Monday 1 May 2017

New Year detox diet warning as woman is hospitalised due to lack of sodium

People should focus on a long-term and balanced diet instead of 'extreme self-medication' when detoxing after the festive period. Stock Image
People should focus on a long-term and balanced diet instead of 'extreme self-medication' when detoxing after the festive period. Stock Image

Gavin White

People should focus on a long-term and balanced diet instead of "extreme self-medication" when detoxing after the festive period, according to a leading dietician.

Aisling Snedker, a clinical dietician based in Galway, said: "People need to remember that just because herbal medicines are natural, does not mean they are safe."

Ms Snedker's warning comes following the hospitalisation of a woman in England who suffered sever hyponatraemia.

The woman had consumed excess fluids and various herbal remedies whilst attempting a New Year "detox".

Hyponatremia is a condition that occurs when the level of sodium in the blood is abnormally low.

It can cause severe nausea, seizures and headaches, as well as a severe fatigue.

The 47-year-old English woman who was hospitalised had been consuming more fluids and herbal medicines than usual, including valerian root, over the New Year period.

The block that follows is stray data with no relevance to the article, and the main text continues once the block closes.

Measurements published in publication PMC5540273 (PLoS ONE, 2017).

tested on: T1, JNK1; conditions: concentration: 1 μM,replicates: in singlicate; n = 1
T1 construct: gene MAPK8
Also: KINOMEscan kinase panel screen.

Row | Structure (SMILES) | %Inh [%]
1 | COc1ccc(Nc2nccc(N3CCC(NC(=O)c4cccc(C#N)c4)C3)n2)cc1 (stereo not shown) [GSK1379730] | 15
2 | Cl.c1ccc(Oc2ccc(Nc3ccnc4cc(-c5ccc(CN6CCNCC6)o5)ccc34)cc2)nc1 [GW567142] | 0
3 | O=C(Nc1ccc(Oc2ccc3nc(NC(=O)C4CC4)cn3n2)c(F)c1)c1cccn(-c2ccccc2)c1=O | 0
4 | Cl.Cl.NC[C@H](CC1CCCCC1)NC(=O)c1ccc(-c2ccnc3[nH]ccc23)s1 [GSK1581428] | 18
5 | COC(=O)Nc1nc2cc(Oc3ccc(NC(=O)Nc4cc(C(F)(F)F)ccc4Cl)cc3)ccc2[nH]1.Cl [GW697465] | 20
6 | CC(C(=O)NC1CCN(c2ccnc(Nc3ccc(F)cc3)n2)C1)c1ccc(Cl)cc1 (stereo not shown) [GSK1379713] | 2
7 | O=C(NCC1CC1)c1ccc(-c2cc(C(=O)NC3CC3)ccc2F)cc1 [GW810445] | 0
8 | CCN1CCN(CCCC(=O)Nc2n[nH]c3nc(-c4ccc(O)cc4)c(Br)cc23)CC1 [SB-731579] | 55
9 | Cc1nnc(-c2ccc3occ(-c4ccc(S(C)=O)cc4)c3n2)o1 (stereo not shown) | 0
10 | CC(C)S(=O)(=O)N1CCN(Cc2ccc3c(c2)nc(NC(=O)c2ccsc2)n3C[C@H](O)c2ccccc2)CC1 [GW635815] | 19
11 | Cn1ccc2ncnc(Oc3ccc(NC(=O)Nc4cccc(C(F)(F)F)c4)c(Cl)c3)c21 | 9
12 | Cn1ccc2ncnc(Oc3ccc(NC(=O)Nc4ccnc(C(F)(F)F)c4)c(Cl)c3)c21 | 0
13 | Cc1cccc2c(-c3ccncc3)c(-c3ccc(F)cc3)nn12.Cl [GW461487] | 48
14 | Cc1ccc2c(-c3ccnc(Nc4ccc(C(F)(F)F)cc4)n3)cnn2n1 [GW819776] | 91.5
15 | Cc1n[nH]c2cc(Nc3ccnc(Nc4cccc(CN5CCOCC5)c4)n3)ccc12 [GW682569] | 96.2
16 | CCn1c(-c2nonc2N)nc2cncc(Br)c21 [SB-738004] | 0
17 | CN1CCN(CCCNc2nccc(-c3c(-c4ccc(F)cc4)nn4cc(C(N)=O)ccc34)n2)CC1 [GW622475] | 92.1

She was admitted to hospital following a brief period of confusion and repetitive behaviour, such as teeth grinding which lasted for an hour.

She then collapsed and suffered a seizure.

Symptoms

The woman had also been taking herbal remedies for various minor symptoms and was regularly consuming milk thistle, molkosan, l-theanine, glutamine, vitamin B compound, vervain, sage tea, green tea and valerian root.

The difference in "hydration and fluid intoxication can narrow in some individuals", said Ms Snedker.

"If your electrolytes are out of range already, this will be exacerbated by excessive hydration.

"If people want to turn over a new leaf, they should take the long-term route as opposed to extreme self-medication," she said.

Ms Snedker said: "People need to remember that herbs are plants and have active properties and they need to consider the same precautions if taking medication."

However, Ms Snedker said: "I am not against herbal medicine in balance but self-medicating, like anything, can lead to unwanted situations."

Read more: Dr Nina Byrnes: The perils of juicing and its impact on your health

The woman's case was studied by doctors from Milton Keynes Hospital NHS Foundation Trust for the British Medical Journal, who said "despite marketing suggesting otherwise, all-natural products are not without side-effects".

"The complementary medicine market is very popular in the UK and the concept of the New Year 'detox' with all-natural products is appealing to those less concerned with evidence-based medicine and more with complementary medicine," the doctors said.

They noted that "excessive water intake as a way of 'purifying and cleansing' the body is also a popular regime with the belief that harmful waste products can thus be washed from the body".

Irish Independent

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